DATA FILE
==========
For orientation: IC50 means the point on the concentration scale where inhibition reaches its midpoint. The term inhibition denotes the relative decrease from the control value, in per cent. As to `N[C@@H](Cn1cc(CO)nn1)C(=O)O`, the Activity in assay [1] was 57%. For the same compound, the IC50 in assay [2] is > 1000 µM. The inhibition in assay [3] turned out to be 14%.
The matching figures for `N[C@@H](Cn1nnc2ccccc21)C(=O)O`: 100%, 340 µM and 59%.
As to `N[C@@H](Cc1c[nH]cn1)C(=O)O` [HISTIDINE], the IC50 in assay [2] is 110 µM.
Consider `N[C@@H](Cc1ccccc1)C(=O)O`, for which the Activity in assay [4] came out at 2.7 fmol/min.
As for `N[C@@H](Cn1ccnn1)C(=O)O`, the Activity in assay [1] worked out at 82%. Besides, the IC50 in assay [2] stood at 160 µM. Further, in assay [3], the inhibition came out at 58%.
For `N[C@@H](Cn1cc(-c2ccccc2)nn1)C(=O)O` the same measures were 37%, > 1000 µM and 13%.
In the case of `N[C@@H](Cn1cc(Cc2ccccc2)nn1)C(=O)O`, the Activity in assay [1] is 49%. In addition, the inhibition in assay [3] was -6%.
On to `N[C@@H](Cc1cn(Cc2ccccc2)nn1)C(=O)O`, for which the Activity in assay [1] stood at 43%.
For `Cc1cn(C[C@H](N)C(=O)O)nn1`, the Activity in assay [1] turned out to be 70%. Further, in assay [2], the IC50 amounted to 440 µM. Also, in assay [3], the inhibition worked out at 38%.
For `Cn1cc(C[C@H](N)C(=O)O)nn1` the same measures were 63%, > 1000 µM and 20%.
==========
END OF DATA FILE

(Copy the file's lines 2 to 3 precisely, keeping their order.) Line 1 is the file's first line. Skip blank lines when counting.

The matching figures for `N[C@@H](Cn1nnc2ccccc21)C(=O)O`: 100%, 340 µM and 59%.
As to `N[C@@H](Cc1c[nH]cn1)C(=O)O` [HISTIDINE], the IC50 in assay [2] is 110 µM.